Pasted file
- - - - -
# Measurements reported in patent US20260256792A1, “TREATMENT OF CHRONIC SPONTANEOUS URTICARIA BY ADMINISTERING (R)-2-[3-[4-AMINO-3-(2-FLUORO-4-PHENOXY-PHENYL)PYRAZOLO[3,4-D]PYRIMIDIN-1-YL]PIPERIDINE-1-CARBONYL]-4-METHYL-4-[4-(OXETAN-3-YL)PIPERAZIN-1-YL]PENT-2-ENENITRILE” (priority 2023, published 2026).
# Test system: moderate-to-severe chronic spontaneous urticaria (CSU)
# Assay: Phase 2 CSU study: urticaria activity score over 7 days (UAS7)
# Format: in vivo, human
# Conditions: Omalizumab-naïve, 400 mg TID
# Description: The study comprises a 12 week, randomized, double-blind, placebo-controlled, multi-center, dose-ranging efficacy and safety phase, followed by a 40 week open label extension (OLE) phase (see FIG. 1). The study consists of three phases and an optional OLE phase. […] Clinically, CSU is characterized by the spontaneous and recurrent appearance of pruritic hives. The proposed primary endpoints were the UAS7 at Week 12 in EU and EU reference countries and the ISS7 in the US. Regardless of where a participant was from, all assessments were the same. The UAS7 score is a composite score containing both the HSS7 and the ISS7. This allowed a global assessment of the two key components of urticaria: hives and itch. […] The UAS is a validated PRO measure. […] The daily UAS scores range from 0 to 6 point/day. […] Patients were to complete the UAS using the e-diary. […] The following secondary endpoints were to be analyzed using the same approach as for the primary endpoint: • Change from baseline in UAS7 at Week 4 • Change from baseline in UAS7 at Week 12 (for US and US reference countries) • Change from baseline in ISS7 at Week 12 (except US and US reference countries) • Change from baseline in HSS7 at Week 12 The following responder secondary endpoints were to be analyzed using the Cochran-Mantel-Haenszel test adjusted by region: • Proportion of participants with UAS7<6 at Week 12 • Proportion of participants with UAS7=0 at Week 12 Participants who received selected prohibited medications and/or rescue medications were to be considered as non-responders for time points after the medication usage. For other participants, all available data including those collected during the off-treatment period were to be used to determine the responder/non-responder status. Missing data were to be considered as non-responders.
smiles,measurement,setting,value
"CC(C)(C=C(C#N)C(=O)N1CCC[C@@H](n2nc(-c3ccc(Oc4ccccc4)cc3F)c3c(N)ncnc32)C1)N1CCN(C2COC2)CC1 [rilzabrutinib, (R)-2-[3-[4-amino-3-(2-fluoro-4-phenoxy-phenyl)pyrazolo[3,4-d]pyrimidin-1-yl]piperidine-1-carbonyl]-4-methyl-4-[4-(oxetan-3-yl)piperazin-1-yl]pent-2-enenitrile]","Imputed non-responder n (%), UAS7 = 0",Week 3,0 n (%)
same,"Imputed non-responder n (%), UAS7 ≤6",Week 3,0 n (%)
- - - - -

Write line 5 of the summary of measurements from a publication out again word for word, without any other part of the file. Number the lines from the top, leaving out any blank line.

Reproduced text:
# Conditions: Omalizumab-naïve, 400 mg TID